Oh, really?! You need to do your homework, son.
Clue in Congress on you false presupposition, as they have
To define the term `natural born Citizen' as used in the Constitution of the United States to establish eligibility for the Office of President.
I had forgotten about that attempted unconstitutional legislation. I haven’t seen you post it in awhile. :-)
<>We know that NBC is nowhere defined, so we have to think a little.<>
Instead of that little thinking of yours, try reading the article at the top of this thread and the following Supreme Court cases wherein NBC is clearly defined:
I have foreign-language dictionaries which take the pronounciation of southern England as standard so tell the foreigners using the dictionary that an "r" at the end of a word is silent.
There's Obama's fall-back position--have his mother's marriage to Barack Sr. declared null and void because his father was married to someone else at the time. If that doesn't work, claim that Frank Marshall Davis was his real father.
Of course, this is assuming that Barack Jr. was born in the US.
The 12th amendment, adopted in 1804, says "But no person constitutionally ineligible to the office of President shall be eligible to that of Vice-President of the United States."
I think it’s a New England trait. Didn’t JFK say “fahmah” for “farmer” and “Cuber” for “Cuba”?
Oh yeah, that the definition of Natural Born Citizen wasn't in the English translation of de Vattel's 'The Law of Nations' until 1797 and therefore you said that definition tying NBC to it didn't exist. You are an idiot. Obviously, you were soooo full of you know what...the word starts with an 'S'.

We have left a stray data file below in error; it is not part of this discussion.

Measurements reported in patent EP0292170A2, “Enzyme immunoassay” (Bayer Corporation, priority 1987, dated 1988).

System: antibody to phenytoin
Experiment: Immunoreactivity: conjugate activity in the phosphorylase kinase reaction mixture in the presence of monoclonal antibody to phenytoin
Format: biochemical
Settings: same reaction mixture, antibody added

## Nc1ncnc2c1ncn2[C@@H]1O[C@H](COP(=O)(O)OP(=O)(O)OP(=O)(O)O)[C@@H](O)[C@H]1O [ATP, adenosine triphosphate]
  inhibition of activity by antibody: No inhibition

Very likely. One of my customers from the Boston area had a typical set of "odd" pronunciations. Forward came out "fah-wood". Peabody was "pee'-buh-dee".
Was there ever a challenge to Spiro T. Agnew's eligibility?
I don’t know. Agnew’s father was an immigrant, but I don’t know when (or if) he became a naturalized citizen. Was his mother also an immigrant?
According to census records, his immigrant father was a resident alien (non-citizen) and his mother was American when Agnew was born. I don't know if he received citizenship later but the important fact is that he was not a citizen at Agnew's birth.
If he/she then spent at least 14 years on US soil, Drew would be correct. Might have a bit of a problem getting 53% of the vote though.
Not quite. The NBC requirement also applies to the Vice President, according to the last sentence of the Twelfth Amendment:
But no person constitutionally ineligible to the office of President shall be eligible to that of Vice President of the United States.
You should be ashamed of your self, but at least you openly demonstrate how absurd the depth you'll sink to defend your position and love for the bamster.
If the NBC clause in the Constitution doesn't matter to you why should the 14 years? Why should he have to be 35?
Don't even bother responding, troll.
Damn, I almost thought the wiggster had returned, whew!